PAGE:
Almost 1.5 billion people use Facebook. Twitter, Google+, and Instagram aren't far behind. As those in the world of marketing know, social media isn't just for connecting with family and friends; it's essential for branding, word of mouth, and networking. This, of course, makes social media very important in the job world, too. Especially when you're seeking a new one.
According to Staff.com, 92% of companies use social media to find and screen candidates. That number is only increasing as social media continues to grow.
The Many Uses for Social Media in Your Career
Nowadays, finding a job is more about who you know than what you know.
Social media does just that — it provides you with a network of similar people and connects you to careers you may not otherwise know about. So, where should you start?
Don't stop with LinkedIn and Facebook. Twitter and Google+ are huge. Believe it or not, YouTube, Instagram, Pintrest, and the Vine can all help you get a job, promote yourself as a freelancer, or advance your career. If you have the time and the know-how, there's no reason you shouldn't be involved in a variety of social media platforms.
Promote Yourself and Grow Your Brand
Whether you work in the IT field or run your own small business, get involved with social media by connecting with others.
Share newsworthy stories, keep your profile and resume up-to-date, chat with others in your line of business, and connect with others on a more personal level, too.
Remember, the only way to learn social media and get it to work in your favor is by diving in headfirst. The more you use it, the more it's going to help your career (of course, you might want to visit Facebook outside of office time...unless your boss agrees that it's part of the job he oversees!).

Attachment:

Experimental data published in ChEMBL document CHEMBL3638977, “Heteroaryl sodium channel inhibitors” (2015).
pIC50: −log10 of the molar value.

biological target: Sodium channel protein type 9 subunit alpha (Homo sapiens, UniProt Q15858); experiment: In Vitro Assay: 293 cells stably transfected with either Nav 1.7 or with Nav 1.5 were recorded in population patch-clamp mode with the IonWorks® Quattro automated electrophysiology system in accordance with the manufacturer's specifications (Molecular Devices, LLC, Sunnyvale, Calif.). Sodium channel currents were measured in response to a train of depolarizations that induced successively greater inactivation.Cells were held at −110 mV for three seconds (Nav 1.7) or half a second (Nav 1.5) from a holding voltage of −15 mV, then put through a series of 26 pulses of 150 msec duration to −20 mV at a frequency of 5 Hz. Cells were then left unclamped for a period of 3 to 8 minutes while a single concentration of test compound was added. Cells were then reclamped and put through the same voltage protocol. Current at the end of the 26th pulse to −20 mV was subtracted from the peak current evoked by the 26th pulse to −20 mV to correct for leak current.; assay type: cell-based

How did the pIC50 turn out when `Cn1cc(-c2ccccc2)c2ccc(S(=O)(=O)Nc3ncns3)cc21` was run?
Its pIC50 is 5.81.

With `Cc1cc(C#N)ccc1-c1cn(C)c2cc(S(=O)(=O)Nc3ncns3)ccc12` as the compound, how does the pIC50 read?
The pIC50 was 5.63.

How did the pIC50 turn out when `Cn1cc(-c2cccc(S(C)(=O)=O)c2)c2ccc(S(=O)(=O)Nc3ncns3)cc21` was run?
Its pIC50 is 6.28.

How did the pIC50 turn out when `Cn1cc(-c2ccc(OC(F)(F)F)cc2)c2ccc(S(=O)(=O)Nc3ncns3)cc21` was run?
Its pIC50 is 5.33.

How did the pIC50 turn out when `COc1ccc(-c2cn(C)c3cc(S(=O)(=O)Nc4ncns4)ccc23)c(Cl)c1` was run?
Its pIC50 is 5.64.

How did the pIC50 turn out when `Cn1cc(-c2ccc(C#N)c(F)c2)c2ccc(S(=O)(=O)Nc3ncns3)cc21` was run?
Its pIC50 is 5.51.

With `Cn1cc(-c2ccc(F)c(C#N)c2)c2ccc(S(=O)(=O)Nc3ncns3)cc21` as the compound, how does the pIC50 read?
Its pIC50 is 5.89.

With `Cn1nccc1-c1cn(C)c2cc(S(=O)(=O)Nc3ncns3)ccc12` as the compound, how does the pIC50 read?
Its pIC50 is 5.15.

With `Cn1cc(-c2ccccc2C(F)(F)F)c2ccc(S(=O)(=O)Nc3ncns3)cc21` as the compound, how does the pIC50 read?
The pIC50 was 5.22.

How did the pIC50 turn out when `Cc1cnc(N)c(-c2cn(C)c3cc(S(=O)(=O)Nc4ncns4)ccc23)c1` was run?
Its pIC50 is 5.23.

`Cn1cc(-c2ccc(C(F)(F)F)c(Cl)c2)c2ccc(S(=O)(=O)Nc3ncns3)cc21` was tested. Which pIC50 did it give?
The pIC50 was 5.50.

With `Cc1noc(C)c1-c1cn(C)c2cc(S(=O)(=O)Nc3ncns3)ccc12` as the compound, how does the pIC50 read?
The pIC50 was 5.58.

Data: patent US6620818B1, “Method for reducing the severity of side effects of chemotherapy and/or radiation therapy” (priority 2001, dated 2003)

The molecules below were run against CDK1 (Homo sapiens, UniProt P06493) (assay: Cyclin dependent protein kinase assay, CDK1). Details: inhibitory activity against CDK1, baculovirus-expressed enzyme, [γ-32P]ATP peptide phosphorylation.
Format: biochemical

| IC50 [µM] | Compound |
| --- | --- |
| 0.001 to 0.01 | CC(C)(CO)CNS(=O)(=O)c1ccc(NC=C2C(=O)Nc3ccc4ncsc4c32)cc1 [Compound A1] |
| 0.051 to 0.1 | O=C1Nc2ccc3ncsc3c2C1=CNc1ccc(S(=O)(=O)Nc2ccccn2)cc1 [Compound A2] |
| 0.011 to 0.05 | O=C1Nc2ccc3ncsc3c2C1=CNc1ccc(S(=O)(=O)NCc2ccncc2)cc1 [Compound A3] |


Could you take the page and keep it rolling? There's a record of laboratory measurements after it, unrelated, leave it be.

And if you get really good at social media, you may even be able to turn it into a career in and of itself. If you're a marketing, advertising, or digital media professional, the transition should be fairly easy.
How Mastering Social Media Can Turn Into a Career
Jobs in social media include social media manager, copywriter, or online community manager.
Keeping Social Media Work-Oriented
While most people use social media for personal purposes, companies are using it for more important reasons, like finding qualified candidates, growing their business, or freelancing their work out.
That being said, it's always in your best interest to keep your social media pages professional. Sure, you can post pictures of your weekend ski trip or child's birthday party, but keep the drinking photos and crude comments to yourself.
Keep in mind, you can actually have personal pages and professional pages.
Overall, having social media skills can separate you from other qualified candidates.
Companies want to hire people who understand how to use social media to their advantage. You can take a class to further your skills or create pages and spend a few hours each week learning the ins and outs.
Get social media to work for you, and the job market will love you for it.